As Forbes contributor Rob Schwartz pointed out yesterday, this year’s World Cup was a global phenomenon rife with challenges for traditional marketing. It was a major televised sporting event with “almost no commercial-breaks for advertisers to showcase their message,” making it “incumbent upon marketers to think beyond TV.”
And, boy, did they ever!
With 45 brands spending more than $400 million to promote 97 campaigns, the 2014 World Cup in Brazil represents one of the largest marketing events in history. It also marks the moment that online advertising claimed a definitive victory over television.
Commentators are quick to evaluate the success or failure of these video marketing efforts in terms of “total views”, but at vidIQ we know video virality is more than views-deep.
To get to the heart of the matter, we’ve decided to pit the top branded YouTube campaign videos head-to-head and see who won the 2014 World Cup Battle of the Brands (in our humble opinion).
How, you may ask? We’re taking the most telling engagement metrics from our Chrome extension’s YouTube video report card and evaluating the real, hard-won, organically-viral winners of this momentous marketing match. We’ll assess…
Share date – time since the video was uploaded, for context and to assure all metrics are evaluated equitably.
Total views – the reported number of times a video has been viewed on YouTube. Be wary, however, since this number can be manipulated and views can be bought.
Minutes watched – total, aggregated number of video minutes watched by YouTube users, regardless of whether or when the video was abandoned. Be wary here too, because creators can withhold this data – sometimes to protect proprietary information and sometimes to obscure a paid viewing campaign.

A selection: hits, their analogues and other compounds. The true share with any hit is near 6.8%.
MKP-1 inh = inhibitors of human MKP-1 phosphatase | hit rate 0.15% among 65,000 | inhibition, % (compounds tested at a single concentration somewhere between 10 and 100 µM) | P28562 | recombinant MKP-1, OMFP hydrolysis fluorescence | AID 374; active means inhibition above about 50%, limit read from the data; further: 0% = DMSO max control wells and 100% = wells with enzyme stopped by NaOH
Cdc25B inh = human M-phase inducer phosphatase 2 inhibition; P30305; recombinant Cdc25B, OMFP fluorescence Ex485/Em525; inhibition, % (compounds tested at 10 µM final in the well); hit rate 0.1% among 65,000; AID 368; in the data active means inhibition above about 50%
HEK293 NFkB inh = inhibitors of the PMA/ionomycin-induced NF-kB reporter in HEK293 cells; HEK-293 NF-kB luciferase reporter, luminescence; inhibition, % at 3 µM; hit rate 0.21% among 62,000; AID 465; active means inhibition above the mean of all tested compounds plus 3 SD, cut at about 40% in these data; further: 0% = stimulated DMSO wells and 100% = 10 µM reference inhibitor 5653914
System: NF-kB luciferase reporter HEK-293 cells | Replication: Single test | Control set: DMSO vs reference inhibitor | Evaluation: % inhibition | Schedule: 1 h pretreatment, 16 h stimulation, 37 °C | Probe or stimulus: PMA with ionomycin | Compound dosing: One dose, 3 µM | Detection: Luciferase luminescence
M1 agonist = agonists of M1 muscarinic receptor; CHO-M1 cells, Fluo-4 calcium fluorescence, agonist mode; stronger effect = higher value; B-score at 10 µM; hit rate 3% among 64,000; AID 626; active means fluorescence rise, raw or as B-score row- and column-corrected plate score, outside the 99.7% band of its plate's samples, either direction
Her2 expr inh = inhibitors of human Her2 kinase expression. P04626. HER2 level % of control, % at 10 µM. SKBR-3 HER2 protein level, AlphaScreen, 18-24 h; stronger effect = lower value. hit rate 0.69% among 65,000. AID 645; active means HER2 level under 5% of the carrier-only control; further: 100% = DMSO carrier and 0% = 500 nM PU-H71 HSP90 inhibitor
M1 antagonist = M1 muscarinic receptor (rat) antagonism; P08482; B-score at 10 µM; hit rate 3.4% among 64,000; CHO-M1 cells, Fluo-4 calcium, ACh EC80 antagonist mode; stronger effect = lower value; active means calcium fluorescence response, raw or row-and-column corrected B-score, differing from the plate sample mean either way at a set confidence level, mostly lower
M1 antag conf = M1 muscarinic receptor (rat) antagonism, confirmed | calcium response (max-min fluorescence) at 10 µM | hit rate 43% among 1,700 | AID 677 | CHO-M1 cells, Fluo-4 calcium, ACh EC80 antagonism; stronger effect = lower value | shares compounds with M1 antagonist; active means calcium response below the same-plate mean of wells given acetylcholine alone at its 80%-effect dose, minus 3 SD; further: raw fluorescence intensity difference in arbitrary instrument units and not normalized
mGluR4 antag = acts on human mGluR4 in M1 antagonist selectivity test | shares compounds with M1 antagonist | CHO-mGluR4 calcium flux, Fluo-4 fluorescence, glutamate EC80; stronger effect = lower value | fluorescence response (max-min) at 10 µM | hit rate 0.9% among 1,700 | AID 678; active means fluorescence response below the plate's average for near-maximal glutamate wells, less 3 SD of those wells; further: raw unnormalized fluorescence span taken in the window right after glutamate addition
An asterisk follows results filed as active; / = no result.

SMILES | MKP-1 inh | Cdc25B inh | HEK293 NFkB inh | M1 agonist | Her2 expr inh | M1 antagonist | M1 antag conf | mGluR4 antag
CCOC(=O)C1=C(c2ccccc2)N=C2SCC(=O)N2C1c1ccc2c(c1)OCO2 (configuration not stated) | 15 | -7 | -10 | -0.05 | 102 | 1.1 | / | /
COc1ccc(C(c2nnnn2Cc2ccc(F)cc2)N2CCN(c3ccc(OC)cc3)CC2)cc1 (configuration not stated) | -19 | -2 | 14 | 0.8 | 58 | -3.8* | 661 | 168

vidIQ score – this is an optimization score applied to every YouTube video according to our proprietary, cross-platform algorithm that predicts the video’s likelihood of promotion in Related Videos, Search, Recommended Videos, and more.
Creator suggested – this metric monitors the relative number of videos that YouTube is linking back to a publisher’s own channel, and is a fair indicator of a channel’s level of management or sophistication. Read a more detailed explanation of “Creator suggested” here (if you’d like).
True engagement – the Gold Standard of video marketing metrics, this key YouTube performance indicator crunches the numbers on every social media share and linked referral to a specific YouTube video, relative to its number of views. In a nutshell, “true engagement” shows us what portion of the audience found a video share-worthy.
Tags – these keywords are intended to make videos more searchable or “related” on YouTube and, in the best of cases, are part of a more targeted SEO strategy.
Now, let the games begin!
Battle Athletica | adidas vs. Nike
Nike wins by the power of true audience engagement, which is undiluted despite its high number of views.
Battle Auto | Hyundai vs. Kia
Despite significantly lower total views, Hyundai wins for its unprecedented true engagement numbers – 1 in 10 viewers shared this video.
Battle Royale | Coca-Cola vs. McDonalds
McDonald’s wins handily, in a competition so lopsided that it might trigger some PTSD from the Germany vs. Brazil semifinal.